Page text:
She is usually the first to volunteer for outreach events to promote beluga conservation such as Potter Marsh Discovery Day. Sue also co-chairs (with NOAA Fisheries) the Outreach Committee of the Cook Inlet Beluga Whale Recovery Implementation Task Force. The purpose of the Task Force is to advise us and the Alaska Department of Fish and Game on issues related to Cook Inlet beluga whale recovery. This includes recommending practicable and effective ways to implement the 2016 recovery plan for the Cook Inlet Beluga Whale. In this role, she has:
- Increased communication and coordination between agencies and stakeholders working to recover Cook Inlet beluga whales
- Promoted open and constructive discussion of ideas and information
- Kept the committee moving forward and making steady progress.
Hawaiian Monk Seals: U.S. Coast Guard, District 14
Monk seals are found across the Hawaiian archipelago, including the remote and uninhabited Northwestern Hawaiian Islands. They may need to be transported to or from our facilities on the island of Oahu or The Marine Mammal Center’s Ke Kai Ola facility on the island of Hawaii. There, they can receive surgical or medical interventions, long-term care, or rehabilitation. Options for moving large animals between islands are limited, especially when time is of the essence or the location is remote and difficult to access.
The partnership between the U.S. Coast Guard and the Pacific Islands Marine Mammal Health and Stranding Response Program was formalized in 2008. Since 2008, the U.S. Coast Guard has been able to respond to more than 50 requests to transport seals between islands. This includes a record-setting transport of seven female monk seals from Hawaii Island to Oahu in April 2016 following nearly 7 months of rehabilitation.
These efforts translate into an excess of $450,000 in dedicated operational and staff support. The partnership is truly one of a kind, and is mutually beneficial. U.S. Coast Guard pilots need to log a certain number of hours in the air per year. Transporting the seals not only contributes to the training requirement, but also potentially saves the life of the animals on board. It also provides an educational and rewarding encounter with monk seals for the U.S. Coast Guard members involved.
North Atlantic Right Whale: North Atlantic Right Whale Consortium
The Consortium fosters data sharing by providing access to various data contributed by investigators. This effort is critical to furthering our knowledge of North Atlantic right whales. Annual meetings of the Consortium provide a unique opportunity to bring partners together to share management and scientific information across the species’ range. Partnerships represented by those in the Consortium are critical to North Atlantic right whale recovery.
Pacific Leatherbacks: Red Laud del Oceano Pacifico Oriental
With the precipitous decline in nesting over the past few decades, information collection, data sharing, and coordinated conservation action are critical to reverse this trend. Over the last decade, the Eastern Pacific Leatherback Network, or Red Laúd del Océano Pacífico Oriental (“Laúd OPO”) in Spanish, has brought together scientists and conservation practitioners across the Eastern Pacific to compile and synthesize key nesting and fisheries bycatch data. The Laúd OPO network initiated a regional bycatch assessment. Based on this information, Laúd OPO has identified the most critical conservation actions to be taken by local and national governments.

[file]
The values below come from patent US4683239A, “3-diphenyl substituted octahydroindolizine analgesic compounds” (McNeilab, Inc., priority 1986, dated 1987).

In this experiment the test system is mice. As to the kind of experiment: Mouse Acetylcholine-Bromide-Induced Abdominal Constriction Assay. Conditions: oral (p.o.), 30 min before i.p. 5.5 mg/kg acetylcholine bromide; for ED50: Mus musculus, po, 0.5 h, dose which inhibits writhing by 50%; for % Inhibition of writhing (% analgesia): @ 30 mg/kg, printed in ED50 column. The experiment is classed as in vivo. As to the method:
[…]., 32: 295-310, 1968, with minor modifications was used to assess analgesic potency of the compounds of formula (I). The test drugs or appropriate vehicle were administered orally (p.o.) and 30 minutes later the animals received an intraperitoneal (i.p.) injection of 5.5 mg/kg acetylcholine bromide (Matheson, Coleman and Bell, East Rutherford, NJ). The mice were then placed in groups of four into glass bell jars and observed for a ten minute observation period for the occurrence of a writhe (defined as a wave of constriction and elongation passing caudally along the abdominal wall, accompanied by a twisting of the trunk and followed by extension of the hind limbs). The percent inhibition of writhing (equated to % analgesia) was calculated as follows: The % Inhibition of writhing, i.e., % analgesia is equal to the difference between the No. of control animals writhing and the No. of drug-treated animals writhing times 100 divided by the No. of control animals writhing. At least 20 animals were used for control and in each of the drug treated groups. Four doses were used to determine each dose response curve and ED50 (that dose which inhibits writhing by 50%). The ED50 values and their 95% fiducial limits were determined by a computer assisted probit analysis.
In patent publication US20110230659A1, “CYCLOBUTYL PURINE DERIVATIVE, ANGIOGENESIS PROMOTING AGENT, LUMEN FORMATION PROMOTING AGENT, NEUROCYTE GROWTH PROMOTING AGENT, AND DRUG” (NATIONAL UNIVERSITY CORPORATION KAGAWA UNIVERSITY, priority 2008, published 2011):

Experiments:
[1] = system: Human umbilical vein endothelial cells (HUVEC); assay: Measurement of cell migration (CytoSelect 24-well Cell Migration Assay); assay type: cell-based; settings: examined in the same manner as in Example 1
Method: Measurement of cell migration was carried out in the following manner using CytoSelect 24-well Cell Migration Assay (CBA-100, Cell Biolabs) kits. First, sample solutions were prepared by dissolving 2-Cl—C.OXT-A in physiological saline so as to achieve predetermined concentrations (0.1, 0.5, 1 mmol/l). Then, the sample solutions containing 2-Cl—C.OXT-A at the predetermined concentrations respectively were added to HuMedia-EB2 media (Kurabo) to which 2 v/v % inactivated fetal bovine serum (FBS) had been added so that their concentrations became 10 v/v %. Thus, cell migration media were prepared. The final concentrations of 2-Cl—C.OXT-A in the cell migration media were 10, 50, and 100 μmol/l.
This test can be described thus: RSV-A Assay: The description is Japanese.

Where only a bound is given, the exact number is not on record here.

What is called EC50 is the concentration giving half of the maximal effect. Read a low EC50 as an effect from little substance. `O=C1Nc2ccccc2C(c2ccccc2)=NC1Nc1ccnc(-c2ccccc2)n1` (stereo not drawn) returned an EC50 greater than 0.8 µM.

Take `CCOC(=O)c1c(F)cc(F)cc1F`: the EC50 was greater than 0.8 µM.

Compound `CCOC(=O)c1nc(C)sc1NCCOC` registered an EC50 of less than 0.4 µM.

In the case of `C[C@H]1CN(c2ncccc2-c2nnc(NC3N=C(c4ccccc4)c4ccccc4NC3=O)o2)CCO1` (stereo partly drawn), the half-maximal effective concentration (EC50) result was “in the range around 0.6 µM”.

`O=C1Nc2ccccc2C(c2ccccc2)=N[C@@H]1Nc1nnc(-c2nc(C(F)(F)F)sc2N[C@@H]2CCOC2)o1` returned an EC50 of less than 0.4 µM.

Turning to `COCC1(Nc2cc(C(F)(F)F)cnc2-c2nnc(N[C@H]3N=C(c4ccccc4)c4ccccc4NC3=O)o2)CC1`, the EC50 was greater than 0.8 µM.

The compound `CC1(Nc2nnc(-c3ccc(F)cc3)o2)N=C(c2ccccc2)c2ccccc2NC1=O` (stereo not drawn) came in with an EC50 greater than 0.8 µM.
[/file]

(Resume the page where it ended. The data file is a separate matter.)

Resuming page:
Further, representatives from the Laúd OPO network have worked to educate international treaty organizations, including the Inter-American Convention for the Protection and Conservation of Sea Turtles (IAC) and the Inter-American Tropical Tuna Commission (IATTC). Due to the perseverance of the members of Laúd OPO, the IAC Parties have adopted a resolution on the Conservation of Eastern Pacific leatherback sea turtles. The IAC Secretariat and members of the Laúd OPO network have worked together to provide critical information to the IATTC on the need to reduce bycatch of Eastern Pacific leatherbacks.
Laúd OPO has served as a critical link from local conservation groups to national and international organizations. Through the Laúd OPO network, the tireless work of many scientists and conservationists to save Eastern Pacific leatherbacks continues to be amplified in the larger international community.
Sacramento River Winter-Run Chinook Salmon: Randi Field, Bureau of Reclamation
Winter-run Chinook salmon eggs and fry are vulnerable to summer heat. They persist because of the careful operations of the limited cold-water pool deep in Shasta Reservoir. Improved management of Shasta Reservoir coldwater storage is a key action in the 5-year action plan.
With Randi in the lead, the Bureau of Reclamation successfully completed two operational study years in 2017 and 2018. They demonstrated that a new temperature regime had positive results on egg and fry survival.